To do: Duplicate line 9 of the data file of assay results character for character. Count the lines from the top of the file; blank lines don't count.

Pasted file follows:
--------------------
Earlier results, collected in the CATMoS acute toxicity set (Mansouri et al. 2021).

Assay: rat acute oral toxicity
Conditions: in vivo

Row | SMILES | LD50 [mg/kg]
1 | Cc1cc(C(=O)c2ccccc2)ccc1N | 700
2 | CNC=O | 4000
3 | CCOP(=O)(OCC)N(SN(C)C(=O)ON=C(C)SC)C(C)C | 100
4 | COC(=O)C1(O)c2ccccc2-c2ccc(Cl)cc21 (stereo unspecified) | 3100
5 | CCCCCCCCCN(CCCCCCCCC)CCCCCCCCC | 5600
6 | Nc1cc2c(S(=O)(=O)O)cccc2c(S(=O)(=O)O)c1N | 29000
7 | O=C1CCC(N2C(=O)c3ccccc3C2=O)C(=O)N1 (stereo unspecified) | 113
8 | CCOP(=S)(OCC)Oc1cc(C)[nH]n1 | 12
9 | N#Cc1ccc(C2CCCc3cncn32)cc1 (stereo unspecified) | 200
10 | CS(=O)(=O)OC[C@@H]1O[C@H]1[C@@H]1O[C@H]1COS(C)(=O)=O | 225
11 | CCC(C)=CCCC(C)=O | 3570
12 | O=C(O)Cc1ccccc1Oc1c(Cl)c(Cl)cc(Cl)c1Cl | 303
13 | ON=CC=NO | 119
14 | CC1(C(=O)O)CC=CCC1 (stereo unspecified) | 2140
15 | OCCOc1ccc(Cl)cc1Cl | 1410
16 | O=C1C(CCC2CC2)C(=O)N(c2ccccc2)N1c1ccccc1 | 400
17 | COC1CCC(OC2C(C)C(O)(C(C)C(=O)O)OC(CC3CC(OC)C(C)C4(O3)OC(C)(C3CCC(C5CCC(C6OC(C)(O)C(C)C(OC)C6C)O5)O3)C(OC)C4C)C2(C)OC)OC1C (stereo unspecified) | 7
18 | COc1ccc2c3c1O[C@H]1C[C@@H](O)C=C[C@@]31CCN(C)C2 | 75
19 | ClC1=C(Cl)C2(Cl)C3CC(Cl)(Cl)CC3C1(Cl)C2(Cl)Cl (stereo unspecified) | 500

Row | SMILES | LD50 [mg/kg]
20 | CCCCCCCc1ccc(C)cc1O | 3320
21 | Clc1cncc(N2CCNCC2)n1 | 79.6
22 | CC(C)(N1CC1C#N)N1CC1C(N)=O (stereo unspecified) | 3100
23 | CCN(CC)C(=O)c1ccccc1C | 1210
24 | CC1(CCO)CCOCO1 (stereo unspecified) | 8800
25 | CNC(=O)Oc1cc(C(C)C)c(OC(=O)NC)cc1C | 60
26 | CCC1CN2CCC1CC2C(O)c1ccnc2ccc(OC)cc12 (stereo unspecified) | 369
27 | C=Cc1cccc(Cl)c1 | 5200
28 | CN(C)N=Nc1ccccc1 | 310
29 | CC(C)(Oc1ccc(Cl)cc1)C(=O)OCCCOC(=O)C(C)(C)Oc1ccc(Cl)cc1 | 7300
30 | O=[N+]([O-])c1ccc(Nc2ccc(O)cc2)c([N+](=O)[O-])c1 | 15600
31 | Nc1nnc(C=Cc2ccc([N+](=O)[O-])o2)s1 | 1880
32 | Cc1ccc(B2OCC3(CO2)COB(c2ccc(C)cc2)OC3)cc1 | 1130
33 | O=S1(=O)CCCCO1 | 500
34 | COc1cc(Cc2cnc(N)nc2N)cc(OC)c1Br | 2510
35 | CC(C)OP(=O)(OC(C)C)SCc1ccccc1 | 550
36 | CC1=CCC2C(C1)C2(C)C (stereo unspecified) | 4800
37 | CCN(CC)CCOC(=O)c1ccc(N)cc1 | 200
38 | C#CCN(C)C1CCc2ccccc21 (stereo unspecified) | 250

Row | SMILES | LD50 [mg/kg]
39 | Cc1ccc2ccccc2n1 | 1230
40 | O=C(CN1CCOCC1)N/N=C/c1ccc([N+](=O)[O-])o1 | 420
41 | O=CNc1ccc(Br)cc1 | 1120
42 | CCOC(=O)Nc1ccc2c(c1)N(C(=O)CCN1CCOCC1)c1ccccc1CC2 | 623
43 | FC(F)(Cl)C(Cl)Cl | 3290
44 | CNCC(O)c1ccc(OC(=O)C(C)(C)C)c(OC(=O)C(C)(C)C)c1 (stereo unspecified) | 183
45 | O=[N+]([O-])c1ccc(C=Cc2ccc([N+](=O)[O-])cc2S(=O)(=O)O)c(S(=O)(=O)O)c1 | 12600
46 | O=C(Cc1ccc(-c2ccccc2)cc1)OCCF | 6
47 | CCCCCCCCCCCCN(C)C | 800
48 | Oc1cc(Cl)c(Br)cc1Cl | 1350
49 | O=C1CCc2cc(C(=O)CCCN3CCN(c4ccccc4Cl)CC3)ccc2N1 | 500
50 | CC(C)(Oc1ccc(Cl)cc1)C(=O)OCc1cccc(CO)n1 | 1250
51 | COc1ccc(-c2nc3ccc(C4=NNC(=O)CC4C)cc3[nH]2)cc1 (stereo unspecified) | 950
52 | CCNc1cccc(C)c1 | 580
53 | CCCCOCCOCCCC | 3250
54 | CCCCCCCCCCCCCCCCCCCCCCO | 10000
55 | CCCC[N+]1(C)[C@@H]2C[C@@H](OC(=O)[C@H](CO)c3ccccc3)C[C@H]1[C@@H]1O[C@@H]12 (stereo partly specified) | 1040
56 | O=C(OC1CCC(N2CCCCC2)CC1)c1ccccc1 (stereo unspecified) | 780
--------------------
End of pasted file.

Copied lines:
5 | CCCCCCCCCN(CCCCCCCCC)CCCCCCCCC | 5600